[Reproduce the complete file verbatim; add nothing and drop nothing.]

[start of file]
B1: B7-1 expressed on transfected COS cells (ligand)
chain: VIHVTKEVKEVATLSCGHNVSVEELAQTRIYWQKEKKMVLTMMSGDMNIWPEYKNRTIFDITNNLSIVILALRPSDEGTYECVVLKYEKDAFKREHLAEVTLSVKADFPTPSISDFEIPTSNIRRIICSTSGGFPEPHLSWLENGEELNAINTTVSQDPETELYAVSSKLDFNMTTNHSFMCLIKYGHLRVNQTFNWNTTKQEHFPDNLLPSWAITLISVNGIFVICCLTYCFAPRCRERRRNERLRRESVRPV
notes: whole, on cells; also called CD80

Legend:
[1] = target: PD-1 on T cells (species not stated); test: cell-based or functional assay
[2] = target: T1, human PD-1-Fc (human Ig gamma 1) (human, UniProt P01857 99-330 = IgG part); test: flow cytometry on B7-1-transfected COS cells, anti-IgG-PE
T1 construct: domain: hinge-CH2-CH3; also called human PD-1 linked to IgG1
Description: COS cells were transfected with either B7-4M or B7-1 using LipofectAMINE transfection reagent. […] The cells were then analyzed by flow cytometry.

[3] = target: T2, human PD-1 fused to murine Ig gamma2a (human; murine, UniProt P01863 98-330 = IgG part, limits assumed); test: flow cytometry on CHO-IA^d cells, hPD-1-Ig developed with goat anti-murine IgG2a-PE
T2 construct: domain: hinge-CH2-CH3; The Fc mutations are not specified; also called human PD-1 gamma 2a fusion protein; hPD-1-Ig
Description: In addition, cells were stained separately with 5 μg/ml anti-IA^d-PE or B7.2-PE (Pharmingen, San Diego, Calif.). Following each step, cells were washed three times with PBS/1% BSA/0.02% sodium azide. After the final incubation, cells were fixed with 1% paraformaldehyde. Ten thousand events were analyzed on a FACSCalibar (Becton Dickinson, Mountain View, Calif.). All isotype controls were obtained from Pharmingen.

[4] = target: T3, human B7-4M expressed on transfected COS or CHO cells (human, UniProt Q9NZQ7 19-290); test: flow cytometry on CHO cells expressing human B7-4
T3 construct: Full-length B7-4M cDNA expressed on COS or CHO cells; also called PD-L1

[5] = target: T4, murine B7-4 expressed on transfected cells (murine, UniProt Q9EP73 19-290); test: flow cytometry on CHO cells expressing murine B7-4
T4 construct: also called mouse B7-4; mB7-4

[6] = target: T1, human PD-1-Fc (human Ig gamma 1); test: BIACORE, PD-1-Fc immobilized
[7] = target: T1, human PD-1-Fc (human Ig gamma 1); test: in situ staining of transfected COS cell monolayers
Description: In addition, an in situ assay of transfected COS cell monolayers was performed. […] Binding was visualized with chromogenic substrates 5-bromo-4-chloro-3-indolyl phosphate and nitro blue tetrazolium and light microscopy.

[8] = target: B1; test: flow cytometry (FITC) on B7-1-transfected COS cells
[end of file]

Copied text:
B1: B7-1 expressed on transfected COS cells (ligand)
chain: VIHVTKEVKEVATLSCGHNVSVEELAQTRIYWQKEKKMVLTMMSGDMNIWPEYKNRTIFDITNNLSIVILALRPSDEGTYECVVLKYEKDAFKREHLAEVTLSVKADFPTPSISDFEIPTSNIRRIICSTSGGFPEPHLSWLENGEELNAINTTVSQDPETELYAVSSKLDFNMTTNHSFMCLIKYGHLRVNQTFNWNTTKQEHFPDNLLPSWAITLISVNGIFVICCLTYCFAPRCRERRRNERLRRESVRPV
notes: whole, on cells; also called CD80

Legend:
[1] = target: PD-1 on T cells (species not stated); test: cell-based or functional assay
[2] = target: T1, human PD-1-Fc (human Ig gamma 1) (human, UniProt P01857 99-330 = IgG part); test: flow cytometry on B7-1-transfected COS cells, anti-IgG-PE
T1 construct: domain: hinge-CH2-CH3; also called human PD-1 linked to IgG1
Description: COS cells were transfected with either B7-4M or B7-1 using LipofectAMINE transfection reagent. […] The cells were then analyzed by flow cytometry.

[3] = target: T2, human PD-1 fused to murine Ig gamma2a (human; murine, UniProt P01863 98-330 = IgG part, limits assumed); test: flow cytometry on CHO-IA^d cells, hPD-1-Ig developed with goat anti-murine IgG2a-PE
T2 construct: domain: hinge-CH2-CH3; The Fc mutations are not specified; also called human PD-1 gamma 2a fusion protein; hPD-1-Ig
Description: In addition, cells were stained separately with 5 μg/ml anti-IA^d-PE or B7.2-PE (Pharmingen, San Diego, Calif.). Following each step, cells were washed three times with PBS/1% BSA/0.02% sodium azide. After the final incubation, cells were fixed with 1% paraformaldehyde. Ten thousand events were analyzed on a FACSCalibar (Becton Dickinson, Mountain View, Calif.). All isotype controls were obtained from Pharmingen.

[4] = target: T3, human B7-4M expressed on transfected COS or CHO cells (human, UniProt Q9NZQ7 19-290); test: flow cytometry on CHO cells expressing human B7-4
T3 construct: Full-length B7-4M cDNA expressed on COS or CHO cells; also called PD-L1

[5] = target: T4, murine B7-4 expressed on transfected cells (murine, UniProt Q9EP73 19-290); test: flow cytometry on CHO cells expressing murine B7-4
T4 construct: also called mouse B7-4; mB7-4

[6] = target: T1, human PD-1-Fc (human Ig gamma 1); test: BIACORE, PD-1-Fc immobilized
[7] = target: T1, human PD-1-Fc (human Ig gamma 1); test: in situ staining of transfected COS cell monolayers
Description: In addition, an in situ assay of transfected COS cell monolayers was performed. […] Binding was visualized with chromogenic substrates 5-bromo-4-chloro-3-indolyl phosphate and nitro blue tetrazolium and light microscopy.

[8] = target: B1; test: flow cytometry (FITC) on B7-1-transfected COS cells